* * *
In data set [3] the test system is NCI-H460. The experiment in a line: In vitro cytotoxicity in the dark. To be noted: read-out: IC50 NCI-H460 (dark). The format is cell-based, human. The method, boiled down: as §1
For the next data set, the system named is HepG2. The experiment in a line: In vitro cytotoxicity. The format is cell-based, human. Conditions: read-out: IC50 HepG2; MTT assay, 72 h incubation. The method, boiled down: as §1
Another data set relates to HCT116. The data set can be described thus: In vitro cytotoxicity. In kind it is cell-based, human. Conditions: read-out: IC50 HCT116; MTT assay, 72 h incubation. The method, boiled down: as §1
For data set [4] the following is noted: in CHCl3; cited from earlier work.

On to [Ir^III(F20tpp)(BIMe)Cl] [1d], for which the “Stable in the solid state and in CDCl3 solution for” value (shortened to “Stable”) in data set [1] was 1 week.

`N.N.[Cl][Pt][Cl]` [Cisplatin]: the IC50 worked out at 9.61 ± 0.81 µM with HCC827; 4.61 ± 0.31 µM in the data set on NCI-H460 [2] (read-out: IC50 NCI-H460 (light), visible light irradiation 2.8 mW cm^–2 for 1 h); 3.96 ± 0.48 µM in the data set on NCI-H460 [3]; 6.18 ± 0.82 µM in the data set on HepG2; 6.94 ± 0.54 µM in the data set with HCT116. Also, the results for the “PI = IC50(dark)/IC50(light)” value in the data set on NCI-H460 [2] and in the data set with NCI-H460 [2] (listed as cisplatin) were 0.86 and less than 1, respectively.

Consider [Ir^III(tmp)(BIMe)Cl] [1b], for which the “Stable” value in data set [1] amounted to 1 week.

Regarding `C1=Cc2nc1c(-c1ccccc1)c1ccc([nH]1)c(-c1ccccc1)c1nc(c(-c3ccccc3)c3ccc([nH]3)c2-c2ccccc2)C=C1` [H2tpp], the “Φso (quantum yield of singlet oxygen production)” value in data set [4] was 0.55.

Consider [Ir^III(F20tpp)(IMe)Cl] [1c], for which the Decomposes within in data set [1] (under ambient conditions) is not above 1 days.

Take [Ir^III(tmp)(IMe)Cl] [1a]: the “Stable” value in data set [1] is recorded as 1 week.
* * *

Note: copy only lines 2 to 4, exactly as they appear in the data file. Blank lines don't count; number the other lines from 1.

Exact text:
For the next data set, the system named is HepG2. The experiment in a line: In vitro cytotoxicity. The format is cell-based, human. Conditions: read-out: IC50 HepG2; MTT assay, 72 h incubation. The method, boiled down: as §1
Another data set relates to HCT116. The data set can be described thus: In vitro cytotoxicity. In kind it is cell-based, human. Conditions: read-out: IC50 HCT116; MTT assay, 72 h incubation. The method, boiled down: as §1
For data set [4] the following is noted: in CHCl3; cited from earlier work.